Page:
When you’re traveling, you want to capture every moment and preserve the highlights of your trip. But then, you start to get overwhelmed by the number of pictures and videos and what to do with them all! So, here are some helpful tips on how to organize travel photos and more…
- 1 When you’re traveling, you want to capture every moment and preserve the highlights of your trip. But then, you start to get overwhelmed by the number of pictures and videos and what to do with them all! So, here are some helpful tips on how to organize travel photos and more…
- 2 How to Organize Travel Photos
- 3 Mike and Jennifer’s Summer T-Shirts for your next adventure
- 4 Now, It’s Time to Travel & Take More Pictures!
- 5 Looking for exciting RV trip ideas and travel suggestions?
As a retired journalist, documenting experiences is still very important to me. Taking pictures. Making videos. Sharing them with others.
These snapshots of life compile our personal histories, and preserving that history is important.
If we go back only a century ago, most people’s photo log of their life could be contained in a small box, if not a few picture frames.
Today, people rarely go a day without taking a photo, if not dozens, especially when we travel.
The digital age of photography and video makes it so easy to capture these moments, which is a blessing. But then we sometimes get so overloaded with digital content that we don’t know what to do with it all.
So, let’s talk about how to organize travel photos so you can properly preserve your personal history.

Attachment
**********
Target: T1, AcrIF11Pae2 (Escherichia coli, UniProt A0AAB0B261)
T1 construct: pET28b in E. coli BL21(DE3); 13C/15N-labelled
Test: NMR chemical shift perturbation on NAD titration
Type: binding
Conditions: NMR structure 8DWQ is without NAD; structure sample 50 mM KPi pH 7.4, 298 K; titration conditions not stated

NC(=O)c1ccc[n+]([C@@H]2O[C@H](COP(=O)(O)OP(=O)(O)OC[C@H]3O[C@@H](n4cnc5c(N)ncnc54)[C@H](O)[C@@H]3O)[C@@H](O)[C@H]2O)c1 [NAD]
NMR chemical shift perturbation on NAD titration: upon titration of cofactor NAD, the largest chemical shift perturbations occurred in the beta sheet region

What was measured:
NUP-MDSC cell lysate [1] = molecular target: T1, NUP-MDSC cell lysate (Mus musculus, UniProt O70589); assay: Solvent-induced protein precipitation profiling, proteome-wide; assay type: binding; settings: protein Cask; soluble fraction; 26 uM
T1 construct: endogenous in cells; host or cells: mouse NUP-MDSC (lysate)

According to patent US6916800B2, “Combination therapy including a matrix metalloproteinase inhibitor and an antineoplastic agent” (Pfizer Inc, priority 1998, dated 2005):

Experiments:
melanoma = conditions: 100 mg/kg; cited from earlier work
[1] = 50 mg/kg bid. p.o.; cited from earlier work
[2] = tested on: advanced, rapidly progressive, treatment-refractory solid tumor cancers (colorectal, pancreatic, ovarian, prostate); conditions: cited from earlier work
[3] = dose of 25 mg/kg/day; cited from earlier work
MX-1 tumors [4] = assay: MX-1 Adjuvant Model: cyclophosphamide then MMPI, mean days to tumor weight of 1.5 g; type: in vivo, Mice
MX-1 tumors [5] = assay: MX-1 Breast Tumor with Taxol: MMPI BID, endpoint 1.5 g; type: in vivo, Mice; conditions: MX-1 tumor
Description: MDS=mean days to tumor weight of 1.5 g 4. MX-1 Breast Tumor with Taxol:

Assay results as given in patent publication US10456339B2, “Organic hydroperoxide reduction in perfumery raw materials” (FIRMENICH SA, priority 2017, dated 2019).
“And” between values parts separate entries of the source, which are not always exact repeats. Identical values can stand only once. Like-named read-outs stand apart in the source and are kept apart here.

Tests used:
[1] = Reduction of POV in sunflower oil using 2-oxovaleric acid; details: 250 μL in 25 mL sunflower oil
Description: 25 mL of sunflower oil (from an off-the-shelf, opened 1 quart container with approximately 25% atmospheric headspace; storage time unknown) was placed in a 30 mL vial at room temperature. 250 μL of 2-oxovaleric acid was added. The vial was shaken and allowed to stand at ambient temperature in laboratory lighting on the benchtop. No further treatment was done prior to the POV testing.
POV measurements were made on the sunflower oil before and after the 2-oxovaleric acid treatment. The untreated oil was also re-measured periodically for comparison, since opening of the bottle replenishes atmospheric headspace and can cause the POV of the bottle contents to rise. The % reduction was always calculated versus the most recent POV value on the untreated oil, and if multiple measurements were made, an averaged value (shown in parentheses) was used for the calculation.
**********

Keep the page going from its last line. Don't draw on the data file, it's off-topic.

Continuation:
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How to Organize Travel Photos
Chances are, you take a photo or video on your smartphone or camera, and then it just lives there. Hundreds, or more likely thousands of images and videos sitting on your device.
Pictures of your thumb or some blurry visage living right alongside a stunning photo of the Grand Canyon. Or, even more common, several pictures of the same thing taken in quick succession.
1. Delete Bad and Duplicate Photos
So, the first step in organizing travel photos is deleting them! Well, deleting a lot of them.
We’re usually too busy to do this right on the spot. After all, you’re trying to enjoy the moment that you’re capturing. So, I recommend making it a habit to do this every evening or perhaps every morning while enjoying a cup of coffee.
If you delete the bad or duplicate photos regularly, it should only take about a minute or two each time.
When paring down travel photos, adopt the mindset of filling a small photo album. Even if you don’t actually print them, which would make the cut to go into an album?
For duplicate photos that are taken in quick succession, force yourself to narrow it down to one.
So, delete the bad, the duplicates, and the ones that don’t inspire an emotional response.
If you use Google Photos you know they have a great built-in utility for deleting duplicates. They also have a great system for recognizing faces so you can do a search for a specific person and do the deleting and organizing based on photos of just that person.
Mike and Jennifer’s Summer T-Shirts for your next adventure
2. Focus on the Human Experience
Now that you’ve deleted the more obvious photos and videos that aren’t up to par, it’s time to delete more. Yep, more.
It’s time to delete the pictures that don’t make the cut into your story. Sure, there are pictures that would look great on display in an album or on your wall, but are they telling the story of your trip?